“I did not choose to be a refugee.” – Eritrean artist Michael Adonai
By Elsa Mandefro Asfaw, Service Learning Volunteer from the University of Colorado Boulder
A few months ago, the plight of African refugees living in Israel became front-page news as thousands of refugees staged a series of protests in public squares, foreign embassies, and government offices. The protests began at the end of December 2013 with more than 20,000 refugees demanding Israel abide by international law. The refugees demanded – and continue to demand – three things through their protests: 1) that Israel examine their asylum claims, 2) Israeli officials stop arresting and detaining members of the asylum seeking community 3) that refugees will be treated in accordance with the international human rights laws.
The majority of the estimated 55,000 asylum seekers in Israel are from Eritrea and Sudan. Eritrea is known as the ‘North Korea of Africa’; its government is extremely repressive and an average of ninety percent of Eritrean asylum claims have been accepted in the West and elsewhere. Most of the Sudanese came trying to escape the genocide in Darfur, Nuba Mountain and Blue Nile State. The vast majority of these refugees came through the Sinai desert, one of the world’s hotbeds for illegal human trafficking is taking place. Many of the refugees have been tortured; some women have been raped and impregnated by the illegal traffickers.
One might assume Israel would take a moral responsibility to protect refugees. According to the UN 1951 Convention Relating to the Status of Refugees, Israel, as a signatory state, has an obligation to give refugees an individual claim assessment. Yet Israel instead flaunts this obligation by refusing to do more than give refugees three-month temporary group protection. As a result, asylum seekers have been issued different temporary visas that do not permit them to work legally. This was not the case until 2009 when the Ministry of Interior decided to no longer permit asylum seekers a working visa and in 2010 the following phrase was added on the visas: “This temporary permit does not constitute a work permit.” Kav LaOved stated that: “this phrase deters potential employers of refugees and asylum seekers since it implies that it is forbidden to employ them.”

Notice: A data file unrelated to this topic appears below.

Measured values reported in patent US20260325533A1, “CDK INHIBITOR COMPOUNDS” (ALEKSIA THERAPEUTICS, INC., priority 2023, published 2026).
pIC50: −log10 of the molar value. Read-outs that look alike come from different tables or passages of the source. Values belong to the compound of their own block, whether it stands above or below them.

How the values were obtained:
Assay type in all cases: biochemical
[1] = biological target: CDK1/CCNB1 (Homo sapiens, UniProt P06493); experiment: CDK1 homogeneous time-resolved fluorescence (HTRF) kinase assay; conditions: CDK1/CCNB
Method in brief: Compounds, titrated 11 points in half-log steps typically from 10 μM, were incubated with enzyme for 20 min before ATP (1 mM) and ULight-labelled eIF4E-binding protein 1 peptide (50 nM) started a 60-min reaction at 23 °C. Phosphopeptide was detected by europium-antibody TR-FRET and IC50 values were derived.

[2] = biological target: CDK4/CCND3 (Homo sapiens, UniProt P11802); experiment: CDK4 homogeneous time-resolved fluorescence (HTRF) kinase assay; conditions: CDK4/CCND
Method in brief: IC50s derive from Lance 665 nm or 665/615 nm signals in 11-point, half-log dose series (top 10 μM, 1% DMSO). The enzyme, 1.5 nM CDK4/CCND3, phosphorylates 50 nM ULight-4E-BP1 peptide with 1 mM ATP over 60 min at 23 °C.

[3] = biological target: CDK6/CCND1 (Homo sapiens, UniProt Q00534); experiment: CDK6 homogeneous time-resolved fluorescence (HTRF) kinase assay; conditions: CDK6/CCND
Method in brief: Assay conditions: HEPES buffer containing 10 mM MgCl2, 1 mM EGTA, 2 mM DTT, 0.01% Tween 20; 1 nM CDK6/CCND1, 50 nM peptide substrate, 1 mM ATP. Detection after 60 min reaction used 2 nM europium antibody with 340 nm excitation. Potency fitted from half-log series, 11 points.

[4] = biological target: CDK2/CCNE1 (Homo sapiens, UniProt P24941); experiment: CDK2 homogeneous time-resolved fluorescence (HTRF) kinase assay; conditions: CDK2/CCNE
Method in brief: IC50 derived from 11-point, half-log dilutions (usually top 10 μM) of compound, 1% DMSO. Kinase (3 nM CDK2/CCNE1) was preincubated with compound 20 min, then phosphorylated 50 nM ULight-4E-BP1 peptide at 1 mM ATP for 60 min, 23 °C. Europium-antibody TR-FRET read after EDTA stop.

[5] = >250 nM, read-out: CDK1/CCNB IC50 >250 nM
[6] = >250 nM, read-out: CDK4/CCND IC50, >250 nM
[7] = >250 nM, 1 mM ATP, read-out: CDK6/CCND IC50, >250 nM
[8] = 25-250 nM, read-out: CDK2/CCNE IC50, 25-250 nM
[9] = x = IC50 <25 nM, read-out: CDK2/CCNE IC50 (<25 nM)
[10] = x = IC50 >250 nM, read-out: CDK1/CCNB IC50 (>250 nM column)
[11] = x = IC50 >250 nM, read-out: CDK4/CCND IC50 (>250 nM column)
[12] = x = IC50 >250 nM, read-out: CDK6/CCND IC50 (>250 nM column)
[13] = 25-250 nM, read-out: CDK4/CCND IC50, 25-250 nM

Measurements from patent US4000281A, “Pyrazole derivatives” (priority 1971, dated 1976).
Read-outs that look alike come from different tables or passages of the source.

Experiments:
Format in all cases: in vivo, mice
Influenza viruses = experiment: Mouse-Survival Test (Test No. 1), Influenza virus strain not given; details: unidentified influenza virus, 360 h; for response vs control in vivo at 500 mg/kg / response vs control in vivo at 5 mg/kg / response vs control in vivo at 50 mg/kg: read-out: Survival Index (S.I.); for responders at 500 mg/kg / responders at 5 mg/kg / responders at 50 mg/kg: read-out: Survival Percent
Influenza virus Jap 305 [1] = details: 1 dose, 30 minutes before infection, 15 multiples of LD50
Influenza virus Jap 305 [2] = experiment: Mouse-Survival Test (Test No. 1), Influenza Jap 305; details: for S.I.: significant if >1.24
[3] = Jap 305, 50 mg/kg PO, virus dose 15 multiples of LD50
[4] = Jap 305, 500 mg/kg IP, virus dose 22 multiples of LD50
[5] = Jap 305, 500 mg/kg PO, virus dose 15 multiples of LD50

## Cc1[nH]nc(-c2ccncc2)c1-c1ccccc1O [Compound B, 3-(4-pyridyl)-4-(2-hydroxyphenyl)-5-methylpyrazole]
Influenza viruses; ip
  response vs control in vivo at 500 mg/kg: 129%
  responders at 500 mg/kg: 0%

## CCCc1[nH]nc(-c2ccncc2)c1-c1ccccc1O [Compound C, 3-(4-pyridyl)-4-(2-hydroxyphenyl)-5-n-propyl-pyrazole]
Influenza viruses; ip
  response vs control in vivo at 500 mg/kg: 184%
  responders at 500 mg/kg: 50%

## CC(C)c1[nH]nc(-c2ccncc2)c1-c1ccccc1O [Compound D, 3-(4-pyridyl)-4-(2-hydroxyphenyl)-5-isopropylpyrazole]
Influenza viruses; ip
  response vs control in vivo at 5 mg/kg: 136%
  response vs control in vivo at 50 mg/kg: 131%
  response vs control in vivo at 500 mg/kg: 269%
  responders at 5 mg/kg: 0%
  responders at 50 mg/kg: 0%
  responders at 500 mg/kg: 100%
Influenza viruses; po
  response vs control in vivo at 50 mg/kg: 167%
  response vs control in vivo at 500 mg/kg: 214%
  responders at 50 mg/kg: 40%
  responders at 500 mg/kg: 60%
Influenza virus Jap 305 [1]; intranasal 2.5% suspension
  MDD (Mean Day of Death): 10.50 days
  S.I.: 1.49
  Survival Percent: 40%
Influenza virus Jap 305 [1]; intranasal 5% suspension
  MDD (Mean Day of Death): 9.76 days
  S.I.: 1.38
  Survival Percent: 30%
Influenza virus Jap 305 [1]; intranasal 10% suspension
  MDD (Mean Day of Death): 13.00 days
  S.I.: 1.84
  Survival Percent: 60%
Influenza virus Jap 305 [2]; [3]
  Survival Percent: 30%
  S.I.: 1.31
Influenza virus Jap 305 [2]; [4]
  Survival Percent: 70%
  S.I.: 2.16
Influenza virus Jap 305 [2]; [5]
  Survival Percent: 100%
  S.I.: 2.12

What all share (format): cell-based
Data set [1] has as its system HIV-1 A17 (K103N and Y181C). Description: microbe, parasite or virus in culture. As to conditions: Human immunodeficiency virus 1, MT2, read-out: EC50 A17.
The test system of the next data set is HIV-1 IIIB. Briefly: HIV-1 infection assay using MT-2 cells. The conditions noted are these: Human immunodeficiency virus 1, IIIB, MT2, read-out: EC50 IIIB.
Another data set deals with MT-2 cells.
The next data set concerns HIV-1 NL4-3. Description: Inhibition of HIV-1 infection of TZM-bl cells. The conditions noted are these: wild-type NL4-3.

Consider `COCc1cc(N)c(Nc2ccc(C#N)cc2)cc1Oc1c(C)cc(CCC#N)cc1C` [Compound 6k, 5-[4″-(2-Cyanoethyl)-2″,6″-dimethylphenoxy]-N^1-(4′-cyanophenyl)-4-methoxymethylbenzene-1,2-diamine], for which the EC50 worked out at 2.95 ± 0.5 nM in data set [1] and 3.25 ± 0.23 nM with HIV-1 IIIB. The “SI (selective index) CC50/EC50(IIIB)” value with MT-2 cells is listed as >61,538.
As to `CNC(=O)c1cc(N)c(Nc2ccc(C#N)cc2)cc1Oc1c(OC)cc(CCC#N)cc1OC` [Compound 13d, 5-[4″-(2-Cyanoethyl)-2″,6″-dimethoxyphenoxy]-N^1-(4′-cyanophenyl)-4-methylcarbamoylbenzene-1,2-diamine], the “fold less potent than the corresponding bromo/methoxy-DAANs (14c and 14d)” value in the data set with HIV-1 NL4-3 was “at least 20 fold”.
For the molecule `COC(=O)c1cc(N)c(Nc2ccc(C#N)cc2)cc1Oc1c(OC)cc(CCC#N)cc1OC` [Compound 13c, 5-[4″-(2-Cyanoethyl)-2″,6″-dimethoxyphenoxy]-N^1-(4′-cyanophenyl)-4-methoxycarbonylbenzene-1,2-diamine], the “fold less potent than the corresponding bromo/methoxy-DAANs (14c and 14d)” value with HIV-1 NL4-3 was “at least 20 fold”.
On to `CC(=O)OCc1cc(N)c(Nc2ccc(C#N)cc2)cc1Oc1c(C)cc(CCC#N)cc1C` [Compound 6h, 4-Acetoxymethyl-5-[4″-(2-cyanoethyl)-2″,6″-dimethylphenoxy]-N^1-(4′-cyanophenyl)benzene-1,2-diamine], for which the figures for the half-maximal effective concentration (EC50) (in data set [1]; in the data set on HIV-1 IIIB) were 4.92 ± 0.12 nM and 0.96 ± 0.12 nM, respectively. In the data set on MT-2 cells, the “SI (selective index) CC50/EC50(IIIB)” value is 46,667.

The asylum seekers have been and still are seen as “infiltrators” by Israel’s government, which has created a xenophobic culture towards the asylum seekers. Language is a powerful tool, and Israel uses it to convey negative messages toward the refugees. Instead of seeing asylum seekers as people with human dignity, Israel sees and treats them as criminals. The reality that the visas are printed to confirm that it is not a working permit legitimizes employers to not hire them legally. Asmerom Hailu, an Eritrean refugee who has been in Israel for three years shared, “When my visa expired, my employer didn’t pay me for what I worked for and once I renewed my visa they told me that they have already replaced me with someone else.”
Refugees go through experiences that no human being should go through. Before the creation of Israel, the Jewish people moved from one place to another to escape constant religious persecution as stateless people. Israel is a very small country, but that does not prevent the state from treating refugees humanely and permitting them to work until it figures out the best solution for both the state and the refugees. Israel has a responsibility to uphold their commitment to the 1951 UN Convention, and with the help of NGOSs like Kav LaOved who serve as a bridge between the government and society, they can come to solutions that are both equitable and realistic.